I think you'd need to split up the question a little further. Most of my answers rely on Lise Eliot's book What's Going on in There, which I unfortunately returned to the library on Friday, so I'm only able to paraphrase the few things I remembered or made notes of.
Will she be able to learn to speak another language?
As you already expect, no, she won't. Babies won't pick up any language if they aren't directly spoken to, if they cannot relate to what is talked about (p.386).
Will listening to other languages on the radio or tv help her with languages in a more general sense?
Possibly. Eliot mentions somewhere in the book that babies are able to distinguish a wide array of sounds, but that, as time goes by (by or starting around 6 months), they loose the ability to distinguish those sounds that don't appear in the language(s) they are hearing. One example she gives is that Japanese babies are able to distinguish the English letter R from other sounds in a way that many Japanese adults cannot as that sound doesn't exist in Japanese. However, this ability will be lost when the baby figures out that it won't need those sounds, so even if you exposed your baby to any specific language for the next two years, and she'd then start to learn that language a few years later, she will likely have lost the ability to distinguish the sounds of that language.
Also, for a baby, listening to foreign languages in the background may not be any different than hearing white noise - it's quite possible that they will need to be able to relate to what is spoken not only to grasp the meaning but also to understand that the sounds are part of a spoken language. I'm not sure if you'll find a lot of information regarding this aspect, as most research is geared towards actually learning to speak a language, and not building up an acquaintance with the language's sounds without acquiring active language speaking skills.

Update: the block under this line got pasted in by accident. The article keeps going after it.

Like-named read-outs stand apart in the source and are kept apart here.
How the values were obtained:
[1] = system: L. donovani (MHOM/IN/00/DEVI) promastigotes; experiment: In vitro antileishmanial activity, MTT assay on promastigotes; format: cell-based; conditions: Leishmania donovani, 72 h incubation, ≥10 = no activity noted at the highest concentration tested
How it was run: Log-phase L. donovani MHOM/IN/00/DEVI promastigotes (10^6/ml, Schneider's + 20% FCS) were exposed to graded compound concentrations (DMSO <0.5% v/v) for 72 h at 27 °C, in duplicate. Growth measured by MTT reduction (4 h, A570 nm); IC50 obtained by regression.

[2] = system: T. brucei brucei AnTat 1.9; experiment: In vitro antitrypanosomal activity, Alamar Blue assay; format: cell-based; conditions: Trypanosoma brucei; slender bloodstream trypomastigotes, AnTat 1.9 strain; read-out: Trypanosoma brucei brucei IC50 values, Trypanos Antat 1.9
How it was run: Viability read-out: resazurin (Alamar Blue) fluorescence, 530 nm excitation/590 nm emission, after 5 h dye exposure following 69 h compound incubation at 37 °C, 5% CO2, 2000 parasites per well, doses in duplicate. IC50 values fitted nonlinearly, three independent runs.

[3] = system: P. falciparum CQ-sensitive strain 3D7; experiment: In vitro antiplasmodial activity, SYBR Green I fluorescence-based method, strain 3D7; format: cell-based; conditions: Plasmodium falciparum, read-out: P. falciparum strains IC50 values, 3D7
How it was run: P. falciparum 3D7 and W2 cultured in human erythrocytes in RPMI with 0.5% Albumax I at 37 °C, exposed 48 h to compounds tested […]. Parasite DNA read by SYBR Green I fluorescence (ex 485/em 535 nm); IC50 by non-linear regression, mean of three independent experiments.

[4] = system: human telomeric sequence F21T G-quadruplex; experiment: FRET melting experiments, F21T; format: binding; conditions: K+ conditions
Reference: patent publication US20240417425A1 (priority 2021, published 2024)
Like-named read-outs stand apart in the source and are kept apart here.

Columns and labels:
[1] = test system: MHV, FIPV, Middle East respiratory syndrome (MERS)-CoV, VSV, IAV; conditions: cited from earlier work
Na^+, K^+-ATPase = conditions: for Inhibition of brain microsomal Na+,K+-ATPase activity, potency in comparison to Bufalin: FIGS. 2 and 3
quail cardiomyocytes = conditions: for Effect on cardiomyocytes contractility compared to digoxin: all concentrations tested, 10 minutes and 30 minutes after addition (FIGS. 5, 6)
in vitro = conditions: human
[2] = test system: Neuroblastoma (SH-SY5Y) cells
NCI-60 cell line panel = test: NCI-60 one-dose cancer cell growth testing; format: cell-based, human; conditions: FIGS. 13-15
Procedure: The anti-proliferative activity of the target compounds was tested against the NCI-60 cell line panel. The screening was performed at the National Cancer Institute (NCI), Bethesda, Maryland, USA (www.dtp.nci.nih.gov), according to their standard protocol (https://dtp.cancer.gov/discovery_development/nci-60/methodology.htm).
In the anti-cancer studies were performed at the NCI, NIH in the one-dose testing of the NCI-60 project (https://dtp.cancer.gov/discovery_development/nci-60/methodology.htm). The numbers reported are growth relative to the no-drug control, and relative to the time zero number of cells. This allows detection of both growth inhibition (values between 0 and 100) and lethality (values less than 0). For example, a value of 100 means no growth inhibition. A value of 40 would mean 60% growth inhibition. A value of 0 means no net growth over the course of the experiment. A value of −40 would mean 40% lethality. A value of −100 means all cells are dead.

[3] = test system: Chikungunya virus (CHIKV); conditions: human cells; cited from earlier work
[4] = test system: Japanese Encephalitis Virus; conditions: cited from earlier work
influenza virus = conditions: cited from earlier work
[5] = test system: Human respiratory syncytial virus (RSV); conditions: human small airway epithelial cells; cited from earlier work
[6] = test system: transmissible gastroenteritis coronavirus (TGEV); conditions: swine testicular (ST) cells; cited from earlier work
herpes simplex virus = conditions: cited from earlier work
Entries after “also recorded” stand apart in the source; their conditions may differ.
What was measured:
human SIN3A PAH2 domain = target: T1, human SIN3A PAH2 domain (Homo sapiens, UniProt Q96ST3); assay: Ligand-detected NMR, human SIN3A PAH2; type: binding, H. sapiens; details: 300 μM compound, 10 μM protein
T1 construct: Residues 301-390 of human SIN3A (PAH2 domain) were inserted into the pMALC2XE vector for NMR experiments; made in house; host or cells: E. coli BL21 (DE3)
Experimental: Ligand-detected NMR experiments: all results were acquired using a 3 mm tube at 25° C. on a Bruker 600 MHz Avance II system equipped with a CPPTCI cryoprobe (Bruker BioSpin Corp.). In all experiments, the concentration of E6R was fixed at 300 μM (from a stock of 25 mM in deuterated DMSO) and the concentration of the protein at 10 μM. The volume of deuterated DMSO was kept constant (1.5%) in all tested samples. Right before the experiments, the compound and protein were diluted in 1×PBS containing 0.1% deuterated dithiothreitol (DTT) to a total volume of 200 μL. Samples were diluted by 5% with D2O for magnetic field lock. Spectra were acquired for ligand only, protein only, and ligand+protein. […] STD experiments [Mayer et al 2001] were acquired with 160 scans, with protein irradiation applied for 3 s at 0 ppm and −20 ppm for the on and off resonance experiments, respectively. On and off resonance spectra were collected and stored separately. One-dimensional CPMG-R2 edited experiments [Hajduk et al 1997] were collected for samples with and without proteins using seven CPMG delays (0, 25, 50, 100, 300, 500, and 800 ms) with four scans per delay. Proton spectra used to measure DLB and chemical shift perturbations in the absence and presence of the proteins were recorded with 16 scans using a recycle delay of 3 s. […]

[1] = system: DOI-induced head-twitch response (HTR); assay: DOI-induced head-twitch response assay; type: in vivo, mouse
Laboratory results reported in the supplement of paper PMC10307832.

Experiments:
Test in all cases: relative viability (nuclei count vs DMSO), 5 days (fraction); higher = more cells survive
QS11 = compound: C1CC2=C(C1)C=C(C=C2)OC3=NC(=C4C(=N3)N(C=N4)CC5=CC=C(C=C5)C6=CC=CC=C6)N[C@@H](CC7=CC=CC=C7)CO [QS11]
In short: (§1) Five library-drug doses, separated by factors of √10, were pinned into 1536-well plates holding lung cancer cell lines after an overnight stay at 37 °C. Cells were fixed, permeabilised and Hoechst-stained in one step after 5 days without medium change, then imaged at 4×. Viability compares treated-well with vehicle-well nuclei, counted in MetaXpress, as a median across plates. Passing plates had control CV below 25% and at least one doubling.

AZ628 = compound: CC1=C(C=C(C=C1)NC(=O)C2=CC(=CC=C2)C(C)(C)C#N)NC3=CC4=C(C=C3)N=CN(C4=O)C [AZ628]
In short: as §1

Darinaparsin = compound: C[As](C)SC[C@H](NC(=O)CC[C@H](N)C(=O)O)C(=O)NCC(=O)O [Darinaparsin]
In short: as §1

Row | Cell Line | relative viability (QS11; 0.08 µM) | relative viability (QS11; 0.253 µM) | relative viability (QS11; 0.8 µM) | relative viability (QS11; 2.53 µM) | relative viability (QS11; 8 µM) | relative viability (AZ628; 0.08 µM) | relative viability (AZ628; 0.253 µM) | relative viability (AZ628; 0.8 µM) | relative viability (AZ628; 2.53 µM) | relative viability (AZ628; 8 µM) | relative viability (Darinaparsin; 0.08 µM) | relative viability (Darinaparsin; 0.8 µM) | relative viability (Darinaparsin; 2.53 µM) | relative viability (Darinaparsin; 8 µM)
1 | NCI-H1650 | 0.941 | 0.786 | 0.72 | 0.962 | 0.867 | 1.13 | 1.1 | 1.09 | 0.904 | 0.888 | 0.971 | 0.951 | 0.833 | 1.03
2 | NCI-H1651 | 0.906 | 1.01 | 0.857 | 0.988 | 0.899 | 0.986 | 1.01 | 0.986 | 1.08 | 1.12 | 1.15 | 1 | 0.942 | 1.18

Anecdotally, listening to the radio (even though I didn't understand a single word in the beginning) actually helped me quite a lot when I learned a new language in my twenties - but I was 25, followed lessons in that language, and I was awake and consciously listening, which are very different circumstances from what you are envisioning.
Will listening to the radio or tv while sleeping have any effect?
I doubt it. If it had, listening to maths and physics lectures would pretty much be part of most people's sleeping habits, I guess. On the contrary, being exposed to constant noise, especially if it's as agitated as many tv or radio shows are, might actually be quite disruptive to your baby's sleep. I'm not sure if monotonous white noise is less disruptive or maybe even not disruptive at all (if quiet enough), I'd be interested if there are any studies regarding this aspect.
Eliot argues strongly for engaging your baby in conversation - talk a lot to them, both in terms of quality as well as quantity, listen to them, use age-appropiate language, speak clearly, make language learning fun, read to them, etc, and continue doing so throughout their whole childhood and youth.
Having a strong foundation in one's own mother tongue is beneficial to learning other languages, so if I were you, I would actually focus on that. Also, if you really want to help her learn a foreign language, start learning one yourself - not because you can then conversate with her in that language later on, but because there's nothing so motivating like a parent who demonstrates that learning foreign languages is a fun and natural thing to do!